Van Gogh: Of Wheat Fields and Clouded Skies (ARTiculate: Films)

Vincent van Gogh had had a lifelong yearning for love, but yet his life and death were filled with loneliness. Throughout his life, he suffered from constant anxiety and discomfort as well as a relentless struggle with poverty and romantic failures, culminating in a rage-filled episode in which he cut off his own ear, followed by suicide via a self-inflicted gunshot to the chest. He found solace only in art, and through painting he soothed his pain. Van Gogh immersed himself in rural life and nature, and consoled himself with the heavens and the earth, creating distinctive visions of night skies and wheat fields. He once wrote that “If you truly love nature, you will find beauty everywhere.”

Vermeer and Music (ARTiculate: Film)

In the film Girl with a Pearl Earring, inspired by Vermeer’s famous painting, Scarlett Johansson perfectly captures the spirit of the title character with her dreamy expression, captivating eyes and luscious lips. Along with Rembrandt and van Gogh, Vermeer is seen as one of the three greatest Dutch masters. Meticulously rendering the play of light and shadows with soft and delicate tones, Vermeer’s masterpieces, such as The Milkmaid, Woman Reading a Letter and The Art of Painting are almost always set within confined domestic spaces, combining carefully arranged objects and human figures in superb compositions.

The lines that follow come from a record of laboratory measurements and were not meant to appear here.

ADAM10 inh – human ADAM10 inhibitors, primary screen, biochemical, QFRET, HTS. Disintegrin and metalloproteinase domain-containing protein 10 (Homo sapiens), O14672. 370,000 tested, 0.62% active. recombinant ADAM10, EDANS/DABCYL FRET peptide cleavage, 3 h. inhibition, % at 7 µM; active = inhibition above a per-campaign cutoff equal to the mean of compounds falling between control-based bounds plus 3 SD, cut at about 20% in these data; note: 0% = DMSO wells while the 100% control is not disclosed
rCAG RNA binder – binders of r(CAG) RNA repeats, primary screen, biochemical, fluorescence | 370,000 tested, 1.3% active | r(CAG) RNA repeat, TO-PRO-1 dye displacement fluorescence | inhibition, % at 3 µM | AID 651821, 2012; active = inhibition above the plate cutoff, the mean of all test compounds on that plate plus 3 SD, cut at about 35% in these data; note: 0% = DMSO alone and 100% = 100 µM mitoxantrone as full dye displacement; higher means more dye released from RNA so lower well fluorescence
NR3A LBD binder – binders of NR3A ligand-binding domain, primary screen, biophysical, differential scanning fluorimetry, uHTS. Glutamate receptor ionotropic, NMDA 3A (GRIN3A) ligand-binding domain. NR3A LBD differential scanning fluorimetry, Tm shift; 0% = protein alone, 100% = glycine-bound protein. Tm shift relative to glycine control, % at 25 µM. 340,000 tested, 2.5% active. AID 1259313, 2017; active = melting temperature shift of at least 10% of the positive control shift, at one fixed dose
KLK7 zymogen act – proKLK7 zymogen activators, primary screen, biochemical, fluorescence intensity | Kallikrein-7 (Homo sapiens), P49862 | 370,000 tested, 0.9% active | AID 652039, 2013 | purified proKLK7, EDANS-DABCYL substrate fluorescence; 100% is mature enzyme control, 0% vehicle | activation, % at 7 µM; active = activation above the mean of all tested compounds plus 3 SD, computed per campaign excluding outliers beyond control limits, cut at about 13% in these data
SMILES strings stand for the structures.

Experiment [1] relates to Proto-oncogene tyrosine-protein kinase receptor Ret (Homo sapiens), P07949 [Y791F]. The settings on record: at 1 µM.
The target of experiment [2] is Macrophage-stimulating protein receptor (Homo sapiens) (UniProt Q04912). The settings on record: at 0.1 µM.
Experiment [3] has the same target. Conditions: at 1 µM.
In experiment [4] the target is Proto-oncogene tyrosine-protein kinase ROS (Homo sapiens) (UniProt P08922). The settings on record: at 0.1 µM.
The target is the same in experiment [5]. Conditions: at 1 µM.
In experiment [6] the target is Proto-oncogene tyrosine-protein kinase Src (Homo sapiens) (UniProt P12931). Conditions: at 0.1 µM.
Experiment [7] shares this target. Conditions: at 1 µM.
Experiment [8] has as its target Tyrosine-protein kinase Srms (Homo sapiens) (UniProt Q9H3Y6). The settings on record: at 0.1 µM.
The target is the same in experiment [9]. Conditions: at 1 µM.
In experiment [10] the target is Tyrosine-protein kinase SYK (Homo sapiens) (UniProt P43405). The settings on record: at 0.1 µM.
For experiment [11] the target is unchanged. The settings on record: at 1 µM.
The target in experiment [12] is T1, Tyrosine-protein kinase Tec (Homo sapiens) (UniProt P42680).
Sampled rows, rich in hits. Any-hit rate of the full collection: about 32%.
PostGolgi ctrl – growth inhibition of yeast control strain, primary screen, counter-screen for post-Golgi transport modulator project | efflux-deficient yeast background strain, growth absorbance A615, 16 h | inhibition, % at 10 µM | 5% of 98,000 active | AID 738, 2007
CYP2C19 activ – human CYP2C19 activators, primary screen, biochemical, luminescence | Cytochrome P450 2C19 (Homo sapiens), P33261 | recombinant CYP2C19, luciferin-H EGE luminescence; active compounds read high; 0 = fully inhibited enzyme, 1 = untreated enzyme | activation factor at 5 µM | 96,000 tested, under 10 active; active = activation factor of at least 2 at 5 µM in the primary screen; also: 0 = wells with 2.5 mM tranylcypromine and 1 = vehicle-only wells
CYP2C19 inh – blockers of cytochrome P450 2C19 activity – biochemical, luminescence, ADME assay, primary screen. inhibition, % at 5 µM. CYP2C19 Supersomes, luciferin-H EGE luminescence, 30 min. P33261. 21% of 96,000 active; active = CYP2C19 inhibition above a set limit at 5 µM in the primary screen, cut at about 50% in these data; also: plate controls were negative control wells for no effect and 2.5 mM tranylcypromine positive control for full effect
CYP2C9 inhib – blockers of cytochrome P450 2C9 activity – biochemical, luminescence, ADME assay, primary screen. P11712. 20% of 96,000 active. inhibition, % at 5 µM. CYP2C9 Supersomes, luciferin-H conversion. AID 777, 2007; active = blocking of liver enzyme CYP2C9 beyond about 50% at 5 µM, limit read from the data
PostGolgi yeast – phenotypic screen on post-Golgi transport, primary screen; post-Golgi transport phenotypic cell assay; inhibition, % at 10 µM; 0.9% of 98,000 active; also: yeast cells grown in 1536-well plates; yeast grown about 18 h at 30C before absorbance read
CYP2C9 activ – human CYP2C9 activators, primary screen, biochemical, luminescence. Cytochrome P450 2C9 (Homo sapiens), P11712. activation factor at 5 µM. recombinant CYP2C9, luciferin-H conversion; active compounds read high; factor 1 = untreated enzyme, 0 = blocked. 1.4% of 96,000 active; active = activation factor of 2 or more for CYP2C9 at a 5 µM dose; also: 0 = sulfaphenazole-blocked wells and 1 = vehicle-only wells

Frida: Viva la Vida (ARTiculate: Films)

The Tate Gallery in London named Mexican artist Frida Kahlo one of the most influential artists of the 20th century. Her oeuvre consists mostly of self-portraits that combine elements of traditional Mexican culture and magical realism, which are widely collected by major museums, causing “Fridamania” the world over. Andre Breton, the founder of the Surrealist movement, likened her works to a ribbon around a bomb, while Picasso thought that no one can paint a better self-portrait than Kahlo, and Duchamp helped her organize an art exhibition in Paris. More recently, fashion houses such as Jean Paul Gaultier, Givenchy and Dolce & Gabbana introduced collections inspired by her art, and there is even a Frida Kahlo-style Barbie doll!